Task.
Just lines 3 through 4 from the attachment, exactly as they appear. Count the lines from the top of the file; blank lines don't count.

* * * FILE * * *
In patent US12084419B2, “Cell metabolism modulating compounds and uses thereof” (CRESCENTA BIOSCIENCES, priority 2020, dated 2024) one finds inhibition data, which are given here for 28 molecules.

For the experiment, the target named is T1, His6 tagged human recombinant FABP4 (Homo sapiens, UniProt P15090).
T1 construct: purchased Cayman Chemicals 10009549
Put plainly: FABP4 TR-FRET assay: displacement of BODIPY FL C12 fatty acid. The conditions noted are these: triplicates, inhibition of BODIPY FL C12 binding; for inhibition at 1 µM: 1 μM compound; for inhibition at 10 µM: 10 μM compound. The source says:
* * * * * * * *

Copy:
T1 construct: purchased Cayman Chemicals 10009549
Put plainly: FABP4 TR-FRET assay: displacement of BODIPY FL C12 fatty acid. The conditions noted are these: triplicates, inhibition of BODIPY FL C12 binding; for inhibition at 1 µM: 1 μM compound; for inhibition at 10 µM: 10 μM compound. The source says: